Perhaps the most prominent resistance of the patient is his forget-fulness. We all know how the patient is told to tell everything and not to “censor” anything. Yet he does, and later says he forgot.

Patients in whom a quick and easy transference takes place often put up later a bitter and lengthy resistance the overcoming of which requires great effort. Patients who show a strong resistance in the beginning, however, have a much better prognosis.

There are more or less open expressions of the resistance in bursts of anger against the physician.

Resistance has many forms. Dr. Abraham tells of a patient whose resistance put on the mask of esthetic interest. He criticized the office, the things in it, and their arrangement. This criticism was broadened

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to take in the relatives and acquaintances of the physician. All this is well seen in primitive personal relations. Resistance is shown in the reverse form; high interest in physician, his belongings, relatives, etc. The physician is a substitute for the father and his wife becomes the mother. Sudden silence in an analysis sometimes means the concealing of unconscious evil wishes against the physician.

The author says that free treatment increases the resistance. The abstractor, however, takes issue with him here. Some of his most successful work has been done with free patients in a General Hospital.

Analogous to the “Gegenübertragung,” or return transference, is the “Gegcnwiderstand,” or return resistance. It is very easy to meet a great resistance with further resistance. This is a matter for self-analysis.

In conclusion, there are three fundamental components to resistance, 1 narcissistic tendencies, 2 hostile feelings due to homosexual repressions, and 3 anal eroticism.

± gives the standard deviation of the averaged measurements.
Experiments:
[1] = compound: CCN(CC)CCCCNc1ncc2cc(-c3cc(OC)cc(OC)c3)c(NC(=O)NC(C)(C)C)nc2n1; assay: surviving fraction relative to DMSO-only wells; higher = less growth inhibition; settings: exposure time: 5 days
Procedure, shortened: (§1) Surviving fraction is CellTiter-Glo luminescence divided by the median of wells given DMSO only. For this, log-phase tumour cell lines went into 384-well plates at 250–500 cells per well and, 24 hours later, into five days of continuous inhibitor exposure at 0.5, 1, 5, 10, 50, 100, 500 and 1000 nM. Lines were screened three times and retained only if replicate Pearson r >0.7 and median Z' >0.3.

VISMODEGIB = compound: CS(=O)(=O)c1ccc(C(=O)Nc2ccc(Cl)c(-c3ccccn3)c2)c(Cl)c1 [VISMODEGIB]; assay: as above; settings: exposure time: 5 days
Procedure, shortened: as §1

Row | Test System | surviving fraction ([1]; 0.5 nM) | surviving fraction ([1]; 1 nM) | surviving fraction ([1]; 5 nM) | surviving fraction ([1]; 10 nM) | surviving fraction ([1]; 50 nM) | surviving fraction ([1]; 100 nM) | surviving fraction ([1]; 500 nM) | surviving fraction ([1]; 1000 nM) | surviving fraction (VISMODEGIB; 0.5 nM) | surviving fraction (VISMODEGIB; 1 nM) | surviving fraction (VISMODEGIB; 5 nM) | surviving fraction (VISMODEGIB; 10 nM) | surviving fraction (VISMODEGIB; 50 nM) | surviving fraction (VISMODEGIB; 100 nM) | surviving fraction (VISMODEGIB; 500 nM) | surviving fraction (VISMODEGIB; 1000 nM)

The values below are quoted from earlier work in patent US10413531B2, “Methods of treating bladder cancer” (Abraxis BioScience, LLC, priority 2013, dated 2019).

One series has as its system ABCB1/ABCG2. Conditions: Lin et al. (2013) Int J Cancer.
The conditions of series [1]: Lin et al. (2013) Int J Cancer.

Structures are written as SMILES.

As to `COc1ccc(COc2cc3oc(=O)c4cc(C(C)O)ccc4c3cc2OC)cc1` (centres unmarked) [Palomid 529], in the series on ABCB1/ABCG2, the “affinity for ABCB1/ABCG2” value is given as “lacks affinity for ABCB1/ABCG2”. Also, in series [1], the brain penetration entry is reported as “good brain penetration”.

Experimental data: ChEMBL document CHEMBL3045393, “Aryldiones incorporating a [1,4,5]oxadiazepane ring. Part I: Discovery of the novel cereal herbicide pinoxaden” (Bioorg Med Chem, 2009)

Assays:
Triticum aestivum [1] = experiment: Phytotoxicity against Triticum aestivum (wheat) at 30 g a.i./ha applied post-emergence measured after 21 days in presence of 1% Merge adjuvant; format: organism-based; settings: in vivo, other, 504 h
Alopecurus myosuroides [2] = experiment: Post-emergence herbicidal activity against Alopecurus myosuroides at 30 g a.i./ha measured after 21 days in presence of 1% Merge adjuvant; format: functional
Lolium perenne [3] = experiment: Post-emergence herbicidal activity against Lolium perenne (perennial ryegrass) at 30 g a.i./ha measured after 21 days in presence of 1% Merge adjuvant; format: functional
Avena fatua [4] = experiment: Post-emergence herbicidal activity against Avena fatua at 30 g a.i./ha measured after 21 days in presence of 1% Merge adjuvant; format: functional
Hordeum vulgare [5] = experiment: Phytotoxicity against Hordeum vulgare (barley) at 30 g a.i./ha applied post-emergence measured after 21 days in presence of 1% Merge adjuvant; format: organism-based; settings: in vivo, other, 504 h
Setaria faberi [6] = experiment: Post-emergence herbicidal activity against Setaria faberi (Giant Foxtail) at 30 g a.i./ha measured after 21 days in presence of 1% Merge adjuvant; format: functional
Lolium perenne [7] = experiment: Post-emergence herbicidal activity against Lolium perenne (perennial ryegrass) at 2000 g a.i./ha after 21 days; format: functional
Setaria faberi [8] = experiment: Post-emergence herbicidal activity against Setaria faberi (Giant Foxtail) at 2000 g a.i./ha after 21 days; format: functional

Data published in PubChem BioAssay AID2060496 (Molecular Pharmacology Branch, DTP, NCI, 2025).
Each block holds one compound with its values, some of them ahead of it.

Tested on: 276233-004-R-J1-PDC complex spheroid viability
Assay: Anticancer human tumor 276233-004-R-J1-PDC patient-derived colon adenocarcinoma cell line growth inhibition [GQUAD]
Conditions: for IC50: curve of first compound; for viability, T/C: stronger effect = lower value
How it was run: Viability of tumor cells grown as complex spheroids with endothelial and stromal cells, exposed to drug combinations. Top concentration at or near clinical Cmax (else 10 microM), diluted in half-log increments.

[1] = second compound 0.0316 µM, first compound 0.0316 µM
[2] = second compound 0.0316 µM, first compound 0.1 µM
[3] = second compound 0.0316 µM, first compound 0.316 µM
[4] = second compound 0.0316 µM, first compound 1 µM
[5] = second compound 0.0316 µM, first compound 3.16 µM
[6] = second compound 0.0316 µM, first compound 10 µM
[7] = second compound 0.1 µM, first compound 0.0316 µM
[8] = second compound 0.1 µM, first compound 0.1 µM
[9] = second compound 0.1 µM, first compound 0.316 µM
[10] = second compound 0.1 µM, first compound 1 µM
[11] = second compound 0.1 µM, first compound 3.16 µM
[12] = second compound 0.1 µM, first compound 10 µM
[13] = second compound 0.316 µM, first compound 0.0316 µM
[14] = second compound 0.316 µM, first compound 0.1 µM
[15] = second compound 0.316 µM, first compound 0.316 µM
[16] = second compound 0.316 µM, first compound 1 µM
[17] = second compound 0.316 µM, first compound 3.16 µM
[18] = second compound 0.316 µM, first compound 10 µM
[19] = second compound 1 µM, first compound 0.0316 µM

Under the first component the author speaks of the “I-deal” and shows its relation to the father. Here the castration complex is important. The hostile attitude due to a repression of homosexual desires is very important, as the analyst has to be the object. In the anal-erotic situation the two fundamentals, greed and obstinacy, are most important.

The author has hardly said anything new, but has gathered together important elements under the concept resistance.

3.Psychogenic Anomalies of Voice Register. — Ferenczi gives an account of two cases: 1 A young man twenty-four accompanied by his mother came to be cured of impotence. He was seen to be a combination of neurosis and paranoia. He believed he had the magic power to make everybody, especially men, turn around and look at him whenever his gaze fell on them. His neurosis consisted in a feeling of anxiety on account of observing his magic power, especially when he observed inorganic things obeying his will. “For,” he said, “if the inorganic world obeys my will I could destroy the entire world.”

Analysis showed him to be in the narcissistic stage, mixed with homosexuality. The unconscious wish to please the whole world, especially men, repressed, showed itself on the one hand as a hysterical phobia, and on the other as a delusion of omnipotence.

The patient told of the homosexual role, as a maiden, he played in school. But he said “All these things I have long put aside.”

The patient has a very peculiar symptom. He had two voices — one high soprano, another normal baritone. There was absolutely nothing the matter with his larynx.

The analysis showed that he used his baritone voice when he was objective; when he tried to coquette or please Dr. Ferenczi, unconsciously, he used his soprano voice. This was not a true soprano but a falsetto. He could change these voices at will, but felt better using his falsetto.

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(2)The other patient was also a young man seventeen who came with his mother because he had an unmanageable voice.

Right before his mother he told of the uncertainty of his potency. He could only succeed in coitus after fellatio.

This patient also had two voices; a somewhat high falsetto and a very deep bass.

This patient was homoerotically fixed. While he is not insensible to women, when he has wish phantasies, including them, he also has hypo-chondriacal ideas, but his homoerotic wishes are less troubled, or freer.

Analysis showed an unconscious incestuous fixation on the mother.

The similarity of symptoms in these two cases leads the author to differentiate a homoerotic neurosis which he calls “Zwangshomoerotik.”

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Article Citation

Emerson, L.E. (1917). Internationale Zeitschrift für Ärztliche Psychoanalyse. Psychoanal. Rev., 4(4):451-454